After the Seekers finished their week-long trial on May 10, they made the 5-hour trek from Mashkodens (Ojibwe for Little Prairie), to Nishnajida (Ojibwe for Camp Where the Old Ways Return), which is located deep in the Chequamegon-Nicolet National Forest. They carried everything they will use while living immersed in the wilds on pack frames that were crafted from sturdy forked branches found in the nearby forest.
Gear includes a tent, sleeping bag, matches, tomahawk, knife, a bowl for eating, as well as three changes of clothing and personal care items. Matches will eventually be replaced by a wooden friction fire making kit, their bowls will be exchanged with those they learn to make by burning out a split section of a log, and they will abandon their tents for wigwams they build from the saplings, bark, and roots gathered from the surrounding woods.
To help the Seekers stay grounded in the present moment, common words for time, distance and direction have been replaced with terms that reflect their immediate environment. For example, time is now measured by how long it takes to cook an egg on the fire or paddle across the lake. A year is now a full turn of the seasons, a day is a sun, a yard could be an arm’s length, and the left side may be called the heart side. This blog will be using these terms as well. To prevent reader confusion, we created a handy page for your reference. You can visit the Glossary of Terms page here.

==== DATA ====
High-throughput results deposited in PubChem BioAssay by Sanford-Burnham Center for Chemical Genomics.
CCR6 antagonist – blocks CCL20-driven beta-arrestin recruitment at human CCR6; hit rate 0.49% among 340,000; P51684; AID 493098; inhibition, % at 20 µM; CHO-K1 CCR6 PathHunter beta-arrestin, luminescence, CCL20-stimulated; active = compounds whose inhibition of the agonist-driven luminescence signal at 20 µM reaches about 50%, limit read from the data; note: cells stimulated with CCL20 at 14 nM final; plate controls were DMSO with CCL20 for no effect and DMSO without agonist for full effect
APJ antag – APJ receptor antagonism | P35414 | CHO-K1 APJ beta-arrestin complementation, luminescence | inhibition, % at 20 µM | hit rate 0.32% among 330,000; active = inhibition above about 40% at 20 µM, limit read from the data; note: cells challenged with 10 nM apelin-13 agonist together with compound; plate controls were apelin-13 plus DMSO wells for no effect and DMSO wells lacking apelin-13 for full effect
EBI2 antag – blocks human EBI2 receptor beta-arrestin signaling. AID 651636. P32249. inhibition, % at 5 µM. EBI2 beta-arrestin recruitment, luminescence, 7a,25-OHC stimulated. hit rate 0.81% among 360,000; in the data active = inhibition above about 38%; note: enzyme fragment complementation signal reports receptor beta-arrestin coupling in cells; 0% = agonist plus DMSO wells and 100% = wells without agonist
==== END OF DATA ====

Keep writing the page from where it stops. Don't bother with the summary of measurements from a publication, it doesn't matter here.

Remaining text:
Before arriving, the Seekers are encouraged to come to this experience as an empty bowl, with curiosity, so they can embrace all the teachings and gifts the forest has to offer. To immerse oneself in the wild with new people and new experiences is a gift, one that offers them an opportunity to let go of the labels and assumptions they’ve been carrying. It is in this space that the Seekers will have an opportunity to see themselves differently, to uncover the gifts and talents that have always been part of them, waiting to be discovered.
To fully embrace this path of discovery, the Seekers drop their given names and receive another from their clan mates, a name that represents a new beginning and a fresh perspective regarding who they currently are within the clan. These names often include physical characteristics or personality traits and strengths. As they get to know themselves and one other better, these names will likely change to reflect their evolving role within their circle.
We would like to invite you to accompany Blooming Flower, Sky Lilly, Sunny Fox, Silent Wolf, and Woodpecker on their adventures in the wild as they grow in the ways of honor, respect, and Balance with the Elder Relations (furred, leafed, winged…) of the Northern Woodlands.